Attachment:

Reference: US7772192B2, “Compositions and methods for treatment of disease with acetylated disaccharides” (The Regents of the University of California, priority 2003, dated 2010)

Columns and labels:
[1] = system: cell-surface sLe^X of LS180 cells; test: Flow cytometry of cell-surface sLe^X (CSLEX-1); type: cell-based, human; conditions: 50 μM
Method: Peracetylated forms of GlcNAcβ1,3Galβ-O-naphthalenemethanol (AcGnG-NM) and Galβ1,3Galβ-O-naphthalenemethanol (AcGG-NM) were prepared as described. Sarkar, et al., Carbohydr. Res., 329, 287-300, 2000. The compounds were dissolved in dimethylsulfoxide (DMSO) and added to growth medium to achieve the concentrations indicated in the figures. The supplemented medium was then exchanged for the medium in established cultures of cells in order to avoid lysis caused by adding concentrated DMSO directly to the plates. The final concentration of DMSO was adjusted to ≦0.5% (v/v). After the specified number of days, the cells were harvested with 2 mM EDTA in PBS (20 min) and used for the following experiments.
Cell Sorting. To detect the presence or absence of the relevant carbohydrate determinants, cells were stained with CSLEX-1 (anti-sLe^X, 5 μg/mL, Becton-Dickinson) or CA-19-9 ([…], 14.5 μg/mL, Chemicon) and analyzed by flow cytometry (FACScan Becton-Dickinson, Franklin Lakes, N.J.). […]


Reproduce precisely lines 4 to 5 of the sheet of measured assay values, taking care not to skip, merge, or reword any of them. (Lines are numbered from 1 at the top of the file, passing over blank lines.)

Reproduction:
Method: Peracetylated forms of GlcNAcβ1,3Galβ-O-naphthalenemethanol (AcGnG-NM) and Galβ1,3Galβ-O-naphthalenemethanol (AcGG-NM) were prepared as described. Sarkar, et al., Carbohydr. Res., 329, 287-300, 2000. The compounds were dissolved in dimethylsulfoxide (DMSO) and added to growth medium to achieve the concentrations indicated in the figures. The supplemented medium was then exchanged for the medium in established cultures of cells in order to avoid lysis caused by adding concentrated DMSO directly to the plates. The final concentration of DMSO was adjusted to ≦0.5% (v/v). After the specified number of days, the cells were harvested with 2 mM EDTA in PBS (20 min) and used for the following experiments.
Cell Sorting. To detect the presence or absence of the relevant carbohydrate determinants, cells were stained with CSLEX-1 (anti-sLe^X, 5 μg/mL, Becton-Dickinson) or CA-19-9 ([…], 14.5 μg/mL, Chemicon) and analyzed by flow cytometry (FACScan Becton-Dickinson, Franklin Lakes, N.J.). […]